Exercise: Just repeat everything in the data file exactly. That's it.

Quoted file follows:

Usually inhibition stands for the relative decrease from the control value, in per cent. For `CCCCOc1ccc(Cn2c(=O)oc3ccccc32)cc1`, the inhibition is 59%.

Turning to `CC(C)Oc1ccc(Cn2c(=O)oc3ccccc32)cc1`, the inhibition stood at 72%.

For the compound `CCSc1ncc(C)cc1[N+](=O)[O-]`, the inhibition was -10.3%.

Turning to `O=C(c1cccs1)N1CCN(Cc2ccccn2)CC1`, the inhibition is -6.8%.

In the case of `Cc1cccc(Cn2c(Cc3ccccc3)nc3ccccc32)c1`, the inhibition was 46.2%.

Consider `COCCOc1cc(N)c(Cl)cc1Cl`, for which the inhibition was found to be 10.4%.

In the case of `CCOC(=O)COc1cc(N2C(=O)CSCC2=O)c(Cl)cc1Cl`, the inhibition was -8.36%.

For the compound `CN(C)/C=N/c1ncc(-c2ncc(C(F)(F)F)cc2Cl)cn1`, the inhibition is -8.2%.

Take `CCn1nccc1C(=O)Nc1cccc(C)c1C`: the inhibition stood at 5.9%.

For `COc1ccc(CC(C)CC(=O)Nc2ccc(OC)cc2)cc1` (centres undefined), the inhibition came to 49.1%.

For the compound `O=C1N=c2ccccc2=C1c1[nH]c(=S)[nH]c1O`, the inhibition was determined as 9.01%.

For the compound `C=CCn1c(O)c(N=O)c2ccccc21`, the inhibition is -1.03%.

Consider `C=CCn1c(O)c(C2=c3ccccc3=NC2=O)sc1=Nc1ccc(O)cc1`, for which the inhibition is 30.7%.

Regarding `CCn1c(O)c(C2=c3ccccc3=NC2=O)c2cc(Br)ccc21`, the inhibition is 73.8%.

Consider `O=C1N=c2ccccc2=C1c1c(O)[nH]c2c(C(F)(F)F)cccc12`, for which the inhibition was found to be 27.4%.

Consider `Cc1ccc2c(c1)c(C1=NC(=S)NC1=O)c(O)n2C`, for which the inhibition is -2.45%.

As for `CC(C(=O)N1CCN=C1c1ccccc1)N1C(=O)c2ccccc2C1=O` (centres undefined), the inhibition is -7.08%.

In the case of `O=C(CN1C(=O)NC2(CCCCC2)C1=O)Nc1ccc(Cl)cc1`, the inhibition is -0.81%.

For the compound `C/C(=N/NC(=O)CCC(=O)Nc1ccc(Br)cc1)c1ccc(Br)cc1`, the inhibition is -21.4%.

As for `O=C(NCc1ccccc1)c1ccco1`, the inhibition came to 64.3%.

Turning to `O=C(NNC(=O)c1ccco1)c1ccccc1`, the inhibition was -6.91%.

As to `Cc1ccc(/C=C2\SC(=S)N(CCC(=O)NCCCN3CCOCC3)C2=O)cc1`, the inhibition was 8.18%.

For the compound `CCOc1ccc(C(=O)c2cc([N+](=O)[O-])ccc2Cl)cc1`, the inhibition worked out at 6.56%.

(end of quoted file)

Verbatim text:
Usually inhibition stands for the relative decrease from the control value, in per cent. For `CCCCOc1ccc(Cn2c(=O)oc3ccccc32)cc1`, the inhibition is 59%.

Turning to `CC(C)Oc1ccc(Cn2c(=O)oc3ccccc32)cc1`, the inhibition stood at 72%.

For the compound `CCSc1ncc(C)cc1[N+](=O)[O-]`, the inhibition was -10.3%.

Turning to `O=C(c1cccs1)N1CCN(Cc2ccccn2)CC1`, the inhibition is -6.8%.

In the case of `Cc1cccc(Cn2c(Cc3ccccc3)nc3ccccc32)c1`, the inhibition was 46.2%.

Consider `COCCOc1cc(N)c(Cl)cc1Cl`, for which the inhibition was found to be 10.4%.

In the case of `CCOC(=O)COc1cc(N2C(=O)CSCC2=O)c(Cl)cc1Cl`, the inhibition was -8.36%.

For the compound `CN(C)/C=N/c1ncc(-c2ncc(C(F)(F)F)cc2Cl)cn1`, the inhibition is -8.2%.

Take `CCn1nccc1C(=O)Nc1cccc(C)c1C`: the inhibition stood at 5.9%.

For `COc1ccc(CC(C)CC(=O)Nc2ccc(OC)cc2)cc1` (centres undefined), the inhibition came to 49.1%.

For the compound `O=C1N=c2ccccc2=C1c1[nH]c(=S)[nH]c1O`, the inhibition was determined as 9.01%.

For the compound `C=CCn1c(O)c(N=O)c2ccccc21`, the inhibition is -1.03%.

Consider `C=CCn1c(O)c(C2=c3ccccc3=NC2=O)sc1=Nc1ccc(O)cc1`, for which the inhibition is 30.7%.

Regarding `CCn1c(O)c(C2=c3ccccc3=NC2=O)c2cc(Br)ccc21`, the inhibition is 73.8%.

Consider `O=C1N=c2ccccc2=C1c1c(O)[nH]c2c(C(F)(F)F)cccc12`, for which the inhibition was found to be 27.4%.

Consider `Cc1ccc2c(c1)c(C1=NC(=S)NC1=O)c(O)n2C`, for which the inhibition is -2.45%.

As for `CC(C(=O)N1CCN=C1c1ccccc1)N1C(=O)c2ccccc2C1=O` (centres undefined), the inhibition is -7.08%.

In the case of `O=C(CN1C(=O)NC2(CCCCC2)C1=O)Nc1ccc(Cl)cc1`, the inhibition is -0.81%.

For the compound `C/C(=N/NC(=O)CCC(=O)Nc1ccc(Br)cc1)c1ccc(Br)cc1`, the inhibition is -21.4%.

As for `O=C(NCc1ccccc1)c1ccco1`, the inhibition came to 64.3%.

Turning to `O=C(NNC(=O)c1ccco1)c1ccccc1`, the inhibition was -6.91%.

As to `Cc1ccc(/C=C2\SC(=S)N(CCC(=O)NCCCN3CCOCC3)C2=O)cc1`, the inhibition was 8.18%.

For the compound `CCOc1ccc(C(=O)c2cc([N+](=O)[O-])ccc2Cl)cc1`, the inhibition worked out at 6.56%.